§ Lord Ashley of Stoke
asked Her Majesty's Government:
How many hearing aids have been supplied by the NHS; and [HL800]
In what way, and in what numbers, has the NHS range of hearing aids been substantially up-dated in the past three years; and [HL801]
How many high frequency hearing aids have been supplied by the NHS; and [HL802]
How many mini-hearing aids have been supplied by the NHS; and [HL803]
In what number of NHS hearing aids have modern features been incorporated; and [HL804]
What modern features were introduced into some of the range of NHS hearing aids to make sounds clearer; and when they will be introduced into all NHS hearing aids. [HL805]
§ The Parliamentary Under-Secretary of State, Department of Health (Baroness Hayman)
Figures are only held for hearing aids supplied by NHS Supplies, which currently represents around 85 per cent. of the hearing aids supplied by the National Health Service. Alternative aids are available and can be prescribed to meet a clinical need. Aids which are more complex or expensive, such as those from the private sector, are not necessarily more effective.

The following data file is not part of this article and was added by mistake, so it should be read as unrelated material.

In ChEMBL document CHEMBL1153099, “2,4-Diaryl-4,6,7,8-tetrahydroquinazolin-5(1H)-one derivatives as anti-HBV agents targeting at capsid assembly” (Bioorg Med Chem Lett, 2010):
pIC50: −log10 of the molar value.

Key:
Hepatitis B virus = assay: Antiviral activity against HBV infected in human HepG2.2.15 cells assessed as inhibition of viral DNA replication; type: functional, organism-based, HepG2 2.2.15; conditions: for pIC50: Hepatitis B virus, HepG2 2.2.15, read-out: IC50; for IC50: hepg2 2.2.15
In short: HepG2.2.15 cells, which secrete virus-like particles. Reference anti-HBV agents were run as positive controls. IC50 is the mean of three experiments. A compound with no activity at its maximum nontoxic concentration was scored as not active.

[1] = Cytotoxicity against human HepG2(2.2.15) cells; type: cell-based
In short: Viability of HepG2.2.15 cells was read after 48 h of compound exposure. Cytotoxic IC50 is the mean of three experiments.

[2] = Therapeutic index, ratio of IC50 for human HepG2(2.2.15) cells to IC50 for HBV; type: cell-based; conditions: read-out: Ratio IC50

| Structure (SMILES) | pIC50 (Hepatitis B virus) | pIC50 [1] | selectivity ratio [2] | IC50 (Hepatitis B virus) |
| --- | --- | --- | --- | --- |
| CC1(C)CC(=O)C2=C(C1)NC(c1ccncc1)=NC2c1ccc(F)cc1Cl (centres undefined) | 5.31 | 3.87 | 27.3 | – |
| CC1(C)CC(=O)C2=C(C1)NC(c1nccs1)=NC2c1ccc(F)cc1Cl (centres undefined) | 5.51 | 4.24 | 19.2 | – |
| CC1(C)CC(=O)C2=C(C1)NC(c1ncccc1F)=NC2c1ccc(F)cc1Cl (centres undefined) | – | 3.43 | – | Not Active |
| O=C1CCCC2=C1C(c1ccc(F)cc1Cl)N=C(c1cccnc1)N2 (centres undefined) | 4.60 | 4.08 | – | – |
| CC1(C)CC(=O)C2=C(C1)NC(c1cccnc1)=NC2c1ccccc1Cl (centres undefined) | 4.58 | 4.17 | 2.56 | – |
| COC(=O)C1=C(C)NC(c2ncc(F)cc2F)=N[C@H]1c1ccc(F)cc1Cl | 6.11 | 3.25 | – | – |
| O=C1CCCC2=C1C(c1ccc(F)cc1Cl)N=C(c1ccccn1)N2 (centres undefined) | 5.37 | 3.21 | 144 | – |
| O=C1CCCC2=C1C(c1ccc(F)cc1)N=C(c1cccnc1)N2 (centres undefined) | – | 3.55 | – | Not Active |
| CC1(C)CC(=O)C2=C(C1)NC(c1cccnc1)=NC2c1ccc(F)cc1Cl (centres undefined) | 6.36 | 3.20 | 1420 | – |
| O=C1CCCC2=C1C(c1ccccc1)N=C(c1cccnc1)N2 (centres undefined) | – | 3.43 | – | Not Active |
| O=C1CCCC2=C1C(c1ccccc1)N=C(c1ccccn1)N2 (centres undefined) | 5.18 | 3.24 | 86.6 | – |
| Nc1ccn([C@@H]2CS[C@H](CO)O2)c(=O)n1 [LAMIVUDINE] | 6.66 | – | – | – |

NHS Supplies and its predecessors supplied 2,680,000 hearing aids between 1993 and 1998, 275,200 mini hearing aids between 1992 and 1998, 302,500 NHS hearing aids with modern features between 1993 and 1998 and 60,000 high frequency hearing aids between 1996 and 1998.
New products have been introduced and old technology has been deleted from the NHS Supplies range. Since 1995, NHS Supplies has introduced 15 new models. One hundred and eighty-eight thousand of these new model hearing aids have been supplied to the NHS.
The following features have been introduced into the NHS range over the last five years:
- automatic gain control, both input and output
- feedback reduction control
- multichannel with wide dynamic range compression
- introduction of Class D amplifiers and receivers.
The Government are constantly looking at ways to improve and modernise NHS hearing aid services.